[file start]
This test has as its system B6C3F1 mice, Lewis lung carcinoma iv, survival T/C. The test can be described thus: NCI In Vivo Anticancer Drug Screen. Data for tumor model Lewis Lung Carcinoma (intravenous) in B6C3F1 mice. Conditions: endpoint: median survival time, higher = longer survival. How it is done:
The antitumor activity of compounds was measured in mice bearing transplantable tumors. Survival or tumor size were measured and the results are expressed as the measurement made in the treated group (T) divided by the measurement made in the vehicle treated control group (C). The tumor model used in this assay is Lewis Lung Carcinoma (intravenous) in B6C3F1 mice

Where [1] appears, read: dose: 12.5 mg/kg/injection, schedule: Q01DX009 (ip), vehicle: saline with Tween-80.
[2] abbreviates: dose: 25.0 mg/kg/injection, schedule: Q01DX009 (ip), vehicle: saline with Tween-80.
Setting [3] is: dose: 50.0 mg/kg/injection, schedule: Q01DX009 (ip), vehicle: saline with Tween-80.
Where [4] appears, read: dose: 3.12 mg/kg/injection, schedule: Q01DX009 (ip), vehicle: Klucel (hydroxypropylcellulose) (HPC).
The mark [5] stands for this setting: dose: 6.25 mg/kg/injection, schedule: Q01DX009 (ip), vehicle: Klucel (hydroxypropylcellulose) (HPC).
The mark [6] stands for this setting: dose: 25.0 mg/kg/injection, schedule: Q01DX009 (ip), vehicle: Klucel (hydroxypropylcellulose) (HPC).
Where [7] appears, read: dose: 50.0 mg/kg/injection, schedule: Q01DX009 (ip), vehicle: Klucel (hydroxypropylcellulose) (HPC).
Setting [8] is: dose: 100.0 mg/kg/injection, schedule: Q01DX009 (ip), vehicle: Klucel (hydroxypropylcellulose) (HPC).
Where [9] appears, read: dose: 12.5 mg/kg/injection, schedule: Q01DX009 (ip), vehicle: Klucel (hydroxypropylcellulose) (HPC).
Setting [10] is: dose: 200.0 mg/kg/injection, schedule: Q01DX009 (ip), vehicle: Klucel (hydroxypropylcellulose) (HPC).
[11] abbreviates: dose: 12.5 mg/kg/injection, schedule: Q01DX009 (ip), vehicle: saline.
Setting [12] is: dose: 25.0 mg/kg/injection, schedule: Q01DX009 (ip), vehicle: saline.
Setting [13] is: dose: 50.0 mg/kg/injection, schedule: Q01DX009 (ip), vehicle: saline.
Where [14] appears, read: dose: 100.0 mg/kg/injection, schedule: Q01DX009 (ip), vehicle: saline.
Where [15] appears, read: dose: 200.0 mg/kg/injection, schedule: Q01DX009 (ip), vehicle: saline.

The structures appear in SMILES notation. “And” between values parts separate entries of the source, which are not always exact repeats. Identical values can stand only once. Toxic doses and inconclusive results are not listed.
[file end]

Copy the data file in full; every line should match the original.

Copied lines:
This test has as its system B6C3F1 mice, Lewis lung carcinoma iv, survival T/C. The test can be described thus: NCI In Vivo Anticancer Drug Screen. Data for tumor model Lewis Lung Carcinoma (intravenous) in B6C3F1 mice. Conditions: endpoint: median survival time, higher = longer survival. How it is done:
The antitumor activity of compounds was measured in mice bearing transplantable tumors. Survival or tumor size were measured and the results are expressed as the measurement made in the treated group (T) divided by the measurement made in the vehicle treated control group (C). The tumor model used in this assay is Lewis Lung Carcinoma (intravenous) in B6C3F1 mice

Where [1] appears, read: dose: 12.5 mg/kg/injection, schedule: Q01DX009 (ip), vehicle: saline with Tween-80.
[2] abbreviates: dose: 25.0 mg/kg/injection, schedule: Q01DX009 (ip), vehicle: saline with Tween-80.
Setting [3] is: dose: 50.0 mg/kg/injection, schedule: Q01DX009 (ip), vehicle: saline with Tween-80.
Where [4] appears, read: dose: 3.12 mg/kg/injection, schedule: Q01DX009 (ip), vehicle: Klucel (hydroxypropylcellulose) (HPC).
The mark [5] stands for this setting: dose: 6.25 mg/kg/injection, schedule: Q01DX009 (ip), vehicle: Klucel (hydroxypropylcellulose) (HPC).
The mark [6] stands for this setting: dose: 25.0 mg/kg/injection, schedule: Q01DX009 (ip), vehicle: Klucel (hydroxypropylcellulose) (HPC).
Where [7] appears, read: dose: 50.0 mg/kg/injection, schedule: Q01DX009 (ip), vehicle: Klucel (hydroxypropylcellulose) (HPC).
Setting [8] is: dose: 100.0 mg/kg/injection, schedule: Q01DX009 (ip), vehicle: Klucel (hydroxypropylcellulose) (HPC).
Where [9] appears, read: dose: 12.5 mg/kg/injection, schedule: Q01DX009 (ip), vehicle: Klucel (hydroxypropylcellulose) (HPC).
Setting [10] is: dose: 200.0 mg/kg/injection, schedule: Q01DX009 (ip), vehicle: Klucel (hydroxypropylcellulose) (HPC).
[11] abbreviates: dose: 12.5 mg/kg/injection, schedule: Q01DX009 (ip), vehicle: saline.
Setting [12] is: dose: 25.0 mg/kg/injection, schedule: Q01DX009 (ip), vehicle: saline.
Setting [13] is: dose: 50.0 mg/kg/injection, schedule: Q01DX009 (ip), vehicle: saline.
Where [14] appears, read: dose: 100.0 mg/kg/injection, schedule: Q01DX009 (ip), vehicle: saline.
Where [15] appears, read: dose: 200.0 mg/kg/injection, schedule: Q01DX009 (ip), vehicle: saline.

The structures appear in SMILES notation. “And” between values parts separate entries of the source, which are not always exact repeats. Identical values can stand only once. Toxic doses and inconclusive results are not listed.